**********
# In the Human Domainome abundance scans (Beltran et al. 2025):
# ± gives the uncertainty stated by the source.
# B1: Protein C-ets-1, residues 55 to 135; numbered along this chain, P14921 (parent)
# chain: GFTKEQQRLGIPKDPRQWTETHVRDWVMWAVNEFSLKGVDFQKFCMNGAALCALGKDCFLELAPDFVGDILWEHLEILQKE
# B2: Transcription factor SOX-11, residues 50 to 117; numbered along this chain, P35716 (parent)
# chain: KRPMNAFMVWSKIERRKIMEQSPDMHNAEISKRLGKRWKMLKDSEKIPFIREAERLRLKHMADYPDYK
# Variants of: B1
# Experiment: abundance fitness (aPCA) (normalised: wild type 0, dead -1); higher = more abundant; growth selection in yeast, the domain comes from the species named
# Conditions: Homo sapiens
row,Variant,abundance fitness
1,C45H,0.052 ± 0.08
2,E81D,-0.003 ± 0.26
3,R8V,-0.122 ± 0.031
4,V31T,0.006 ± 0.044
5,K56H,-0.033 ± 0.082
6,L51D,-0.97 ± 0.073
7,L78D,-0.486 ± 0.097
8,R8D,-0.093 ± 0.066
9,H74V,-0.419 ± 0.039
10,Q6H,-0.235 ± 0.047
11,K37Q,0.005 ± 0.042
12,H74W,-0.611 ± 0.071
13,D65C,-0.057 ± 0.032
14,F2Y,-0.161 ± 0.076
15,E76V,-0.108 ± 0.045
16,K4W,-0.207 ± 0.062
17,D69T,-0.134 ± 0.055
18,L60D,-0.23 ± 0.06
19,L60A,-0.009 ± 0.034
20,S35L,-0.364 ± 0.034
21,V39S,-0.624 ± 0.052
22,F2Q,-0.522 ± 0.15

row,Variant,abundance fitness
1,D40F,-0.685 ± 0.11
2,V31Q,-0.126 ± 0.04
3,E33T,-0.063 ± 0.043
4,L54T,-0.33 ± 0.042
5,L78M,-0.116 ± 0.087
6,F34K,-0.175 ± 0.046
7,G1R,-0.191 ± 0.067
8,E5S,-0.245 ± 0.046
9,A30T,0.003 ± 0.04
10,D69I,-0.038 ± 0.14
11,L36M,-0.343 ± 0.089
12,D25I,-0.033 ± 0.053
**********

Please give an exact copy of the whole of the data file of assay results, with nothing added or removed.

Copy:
# In the Human Domainome abundance scans (Beltran et al. 2025):
# ± gives the uncertainty stated by the source.
# B1: Protein C-ets-1, residues 55 to 135; numbered along this chain, P14921 (parent)
# chain: GFTKEQQRLGIPKDPRQWTETHVRDWVMWAVNEFSLKGVDFQKFCMNGAALCALGKDCFLELAPDFVGDILWEHLEILQKE
# B2: Transcription factor SOX-11, residues 50 to 117; numbered along this chain, P35716 (parent)
# chain: KRPMNAFMVWSKIERRKIMEQSPDMHNAEISKRLGKRWKMLKDSEKIPFIREAERLRLKHMADYPDYK
# Variants of: B1
# Experiment: abundance fitness (aPCA) (normalised: wild type 0, dead -1); higher = more abundant; growth selection in yeast, the domain comes from the species named
# Conditions: Homo sapiens
row,Variant,abundance fitness
1,C45H,0.052 ± 0.08
2,E81D,-0.003 ± 0.26
3,R8V,-0.122 ± 0.031
4,V31T,0.006 ± 0.044
5,K56H,-0.033 ± 0.082
6,L51D,-0.97 ± 0.073
7,L78D,-0.486 ± 0.097
8,R8D,-0.093 ± 0.066
9,H74V,-0.419 ± 0.039
10,Q6H,-0.235 ± 0.047
11,K37Q,0.005 ± 0.042
12,H74W,-0.611 ± 0.071
13,D65C,-0.057 ± 0.032
14,F2Y,-0.161 ± 0.076
15,E76V,-0.108 ± 0.045
16,K4W,-0.207 ± 0.062
17,D69T,-0.134 ± 0.055
18,L60D,-0.23 ± 0.06
19,L60A,-0.009 ± 0.034
20,S35L,-0.364 ± 0.034
21,V39S,-0.624 ± 0.052
22,F2Q,-0.522 ± 0.15

row,Variant,abundance fitness
1,D40F,-0.685 ± 0.11
2,V31Q,-0.126 ± 0.04
3,E33T,-0.063 ± 0.043
4,L54T,-0.33 ± 0.042
5,L78M,-0.116 ± 0.087
6,F34K,-0.175 ± 0.046
7,G1R,-0.191 ± 0.067
8,E5S,-0.245 ± 0.046
9,A30T,0.003 ± 0.04
10,D69I,-0.038 ± 0.14
11,L36M,-0.343 ± 0.089
12,D25I,-0.033 ± 0.053